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The Haunted Candle of Cloutierville

The haunted candle of Cloutierville

Estimated reading time — 3 minutes

In August of 2013, I visited the small town of Cloutierville, Louisiana, to investigate the cellar of a small, abandoned farmhouse. I was drawn to this farmhouse because, in 1932, a woman was murdered here, and in 1933, her husband mysteriously vanished. While this situation alone was not of particular interest to me, the story surrounding it captured my attention. The following is the history of the Haunted Candle of Cloutierville, as I have come to understand it.


In 1932, the farmhouse in Cloutierville, Louisiana was owned by Adam and Emily Benoit. Adam was a farmer, a hard man, and not a particularly likable one. Although he did run a successful farm, he was also an alcoholic, and spent most nights at the local pub. Emily, his wife, was a quiet woman, who did not have any social ties and spent all her time at home, alone.

In June of 1932, Emily was found murdered in the cellar of her home. Police records state that she had been struck from behind by a blunt object. The police were able to determine that she did not die immediately; she had crawled from the place of impact to the back of the cellar. In her outstretched hand was a candle holder, which would have been the only source of light in the dark and dingy cellar.

Adam Benoit was listed as a primary suspect, but he had an alibi – he was with his friend that night, at the pub. This friend was a local drunkard with a less-than-stellar reputation, but nevertheless, Adam’s alibi was accepted, and the murder of Emily Benoit, to this day, remains unsolved.


Early in February of 1933, Adam Benoit was reported missing. He had not been seen at the pub for several days, and this was out of the ordinary for the recent widower. Police investigation led to the cellar in which Emily had been murdered. The investigating officer wrote that he heard a man sobbing, but he found the cellar empty. The only sign that anyone had been there was a single candle burning against the back wall. The officer wrote that, upon extinguishing the candle, the sobbing faded. The officer also found the word, “Alone” had been carved into the wall.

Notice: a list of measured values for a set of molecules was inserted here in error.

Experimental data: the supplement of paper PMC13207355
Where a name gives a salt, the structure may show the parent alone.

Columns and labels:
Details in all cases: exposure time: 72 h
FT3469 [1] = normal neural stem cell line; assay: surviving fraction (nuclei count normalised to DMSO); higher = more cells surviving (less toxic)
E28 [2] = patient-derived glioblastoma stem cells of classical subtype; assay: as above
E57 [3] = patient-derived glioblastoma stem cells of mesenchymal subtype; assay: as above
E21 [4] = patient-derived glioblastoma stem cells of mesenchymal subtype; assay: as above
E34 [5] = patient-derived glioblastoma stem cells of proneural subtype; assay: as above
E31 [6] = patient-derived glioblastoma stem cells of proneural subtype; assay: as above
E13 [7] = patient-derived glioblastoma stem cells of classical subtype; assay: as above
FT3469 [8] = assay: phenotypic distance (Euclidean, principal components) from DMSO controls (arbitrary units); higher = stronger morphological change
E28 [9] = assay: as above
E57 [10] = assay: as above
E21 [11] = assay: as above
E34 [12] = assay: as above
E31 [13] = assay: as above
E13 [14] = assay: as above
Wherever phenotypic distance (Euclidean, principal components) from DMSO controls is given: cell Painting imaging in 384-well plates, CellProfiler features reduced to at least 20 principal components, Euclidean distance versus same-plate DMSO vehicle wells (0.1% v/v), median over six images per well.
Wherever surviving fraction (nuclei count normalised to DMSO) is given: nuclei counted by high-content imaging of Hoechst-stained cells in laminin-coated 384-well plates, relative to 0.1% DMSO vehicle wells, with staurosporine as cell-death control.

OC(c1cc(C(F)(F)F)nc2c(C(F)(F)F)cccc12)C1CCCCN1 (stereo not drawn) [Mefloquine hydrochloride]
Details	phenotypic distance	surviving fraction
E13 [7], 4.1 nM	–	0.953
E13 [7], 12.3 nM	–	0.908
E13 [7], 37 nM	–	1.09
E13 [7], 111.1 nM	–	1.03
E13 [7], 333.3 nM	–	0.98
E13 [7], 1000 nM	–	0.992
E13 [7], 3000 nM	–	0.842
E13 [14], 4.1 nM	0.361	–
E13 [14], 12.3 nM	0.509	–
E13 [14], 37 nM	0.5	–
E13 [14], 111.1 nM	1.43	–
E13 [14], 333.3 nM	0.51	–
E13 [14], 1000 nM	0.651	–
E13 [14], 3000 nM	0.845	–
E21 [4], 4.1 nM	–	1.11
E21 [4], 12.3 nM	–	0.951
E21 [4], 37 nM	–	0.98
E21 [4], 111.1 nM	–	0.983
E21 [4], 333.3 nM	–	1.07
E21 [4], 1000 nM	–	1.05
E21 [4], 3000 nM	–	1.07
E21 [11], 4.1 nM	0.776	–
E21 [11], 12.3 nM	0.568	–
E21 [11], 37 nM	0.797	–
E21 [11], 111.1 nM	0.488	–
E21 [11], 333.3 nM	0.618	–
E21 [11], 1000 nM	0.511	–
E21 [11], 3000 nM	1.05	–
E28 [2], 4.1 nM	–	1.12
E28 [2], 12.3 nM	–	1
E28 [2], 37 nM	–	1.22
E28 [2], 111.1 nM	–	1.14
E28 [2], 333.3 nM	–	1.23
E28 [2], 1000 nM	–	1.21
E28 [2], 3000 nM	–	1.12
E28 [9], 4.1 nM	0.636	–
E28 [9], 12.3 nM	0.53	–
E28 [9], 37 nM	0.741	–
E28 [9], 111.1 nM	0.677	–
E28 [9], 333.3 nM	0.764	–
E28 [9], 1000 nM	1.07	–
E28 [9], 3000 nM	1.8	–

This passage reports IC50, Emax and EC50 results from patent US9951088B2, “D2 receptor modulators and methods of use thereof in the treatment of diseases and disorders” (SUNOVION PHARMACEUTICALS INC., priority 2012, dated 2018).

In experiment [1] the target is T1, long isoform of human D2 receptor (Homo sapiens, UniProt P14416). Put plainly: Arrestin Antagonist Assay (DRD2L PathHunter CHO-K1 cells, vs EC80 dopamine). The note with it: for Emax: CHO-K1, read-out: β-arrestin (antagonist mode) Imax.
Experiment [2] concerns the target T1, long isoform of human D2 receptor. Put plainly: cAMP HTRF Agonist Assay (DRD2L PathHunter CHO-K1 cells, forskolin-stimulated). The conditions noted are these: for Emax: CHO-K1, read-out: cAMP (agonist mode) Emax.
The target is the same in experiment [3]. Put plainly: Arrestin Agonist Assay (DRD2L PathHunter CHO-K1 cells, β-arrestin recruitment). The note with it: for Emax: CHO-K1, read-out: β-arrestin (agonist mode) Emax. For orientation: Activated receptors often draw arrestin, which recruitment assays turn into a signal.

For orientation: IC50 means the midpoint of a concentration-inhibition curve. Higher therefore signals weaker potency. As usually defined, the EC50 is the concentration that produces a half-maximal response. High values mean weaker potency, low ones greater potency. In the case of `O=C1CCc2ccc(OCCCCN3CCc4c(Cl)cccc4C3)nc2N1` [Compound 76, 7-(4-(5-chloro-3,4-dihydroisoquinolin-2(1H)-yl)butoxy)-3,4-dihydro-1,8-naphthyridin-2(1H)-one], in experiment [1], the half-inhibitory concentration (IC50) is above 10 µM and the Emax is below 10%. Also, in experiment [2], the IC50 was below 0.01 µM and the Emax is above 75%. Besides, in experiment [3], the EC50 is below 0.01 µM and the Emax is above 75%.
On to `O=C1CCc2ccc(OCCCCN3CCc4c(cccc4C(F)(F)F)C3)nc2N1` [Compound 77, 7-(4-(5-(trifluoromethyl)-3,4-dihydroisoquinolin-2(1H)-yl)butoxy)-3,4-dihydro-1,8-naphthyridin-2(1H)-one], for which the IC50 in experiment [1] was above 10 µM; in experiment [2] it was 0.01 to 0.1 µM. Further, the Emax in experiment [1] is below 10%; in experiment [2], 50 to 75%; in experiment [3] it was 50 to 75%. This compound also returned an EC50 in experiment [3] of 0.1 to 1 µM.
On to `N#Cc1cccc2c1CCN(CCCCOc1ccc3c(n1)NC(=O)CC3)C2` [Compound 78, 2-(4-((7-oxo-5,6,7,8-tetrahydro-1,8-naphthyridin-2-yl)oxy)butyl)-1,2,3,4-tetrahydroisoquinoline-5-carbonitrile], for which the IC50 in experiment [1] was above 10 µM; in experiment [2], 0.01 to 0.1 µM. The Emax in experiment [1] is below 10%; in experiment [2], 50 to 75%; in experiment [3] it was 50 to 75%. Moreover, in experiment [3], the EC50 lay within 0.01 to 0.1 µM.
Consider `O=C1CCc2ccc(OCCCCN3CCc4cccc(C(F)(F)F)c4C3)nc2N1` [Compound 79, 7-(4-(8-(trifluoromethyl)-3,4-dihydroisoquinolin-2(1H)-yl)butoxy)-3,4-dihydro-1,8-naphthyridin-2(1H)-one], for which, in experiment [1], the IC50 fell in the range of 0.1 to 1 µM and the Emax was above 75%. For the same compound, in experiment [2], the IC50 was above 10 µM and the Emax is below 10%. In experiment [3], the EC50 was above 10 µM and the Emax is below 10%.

The whereabouts of Adam Benoit went unsolved. He was never seen again.


The following year, in 1934, the farmhouse was purchased by a man named John Morel. When he was not seen or heard from for several weeks, police officers once again entered the cellar. They found the very same candle flickering dimly in the shadows. The police officers once again reported hearing a man sobbing and noted having seen the shadow of a woman flickering in the candlelight.

When the candle was extinguished, the voices stopped, and the woman disappeared. Written on the wall were the words, “Alone. Alone. Alone.” John Morel was never seen or heard from again, and the farmhouse, to this day still in his name, fell into disrepair.


When I visited the farmhouse in 2013, I had every intention of exploring the cellar. The building had long been abandoned, so I broke the cellar lock and cautiously went inside. I found the room untouched; dusty wine bottles filled the shelves, and rusty old tools were piled in the corner. At the back of the cellar, I found a candle, covered in dust, and burned down to the wick. All over the cellar, I found one word, written over and over. Across the walls, across the ceiling, across the shelves – “Alone. Alone. Alone.”


As I had expected, the word was written two distinct styles, and I had come prepared. I compared the writing to that of the journal of Adam Benoit, and to the deed of John Morel. The two styles were identical; this was the writing of the two men.

In my curiosity, I lit the candle. Softly at first, and then louder, I heard sobbing. The sound of lost, hopeless men; the weeping of those abandoned to an eternity of nothingness. And in the shadows, the figure of a woman slowly drifted into view, dancing towards me. I quickly extinguished the flame and left the cellar. Of course, I brought the candle with me.


The Haunted Candle of Cloutierville has sat quietly in my collection for several years now. Only once since that day did I light the candle. I was in my attic, amongst my collection, and almost immediately I heard the quiet sobbing of the poor souls lost in time. I quickly snuffed out the flame. The next day, carved into a rafter in my attic, I discovered a single word: “Alone.”



To the person who purchases The Haunted Candle Holder of Cloutierville, the item will be meticulously packaged, and delivered with a copy of its history. I implore you to treat the item with care; I would not want anyone to suffer the same fate of it’s two previous victims.

Thank you for reading this tall tale, and I wish you all the best.


J. W. Smithworth

Official Site


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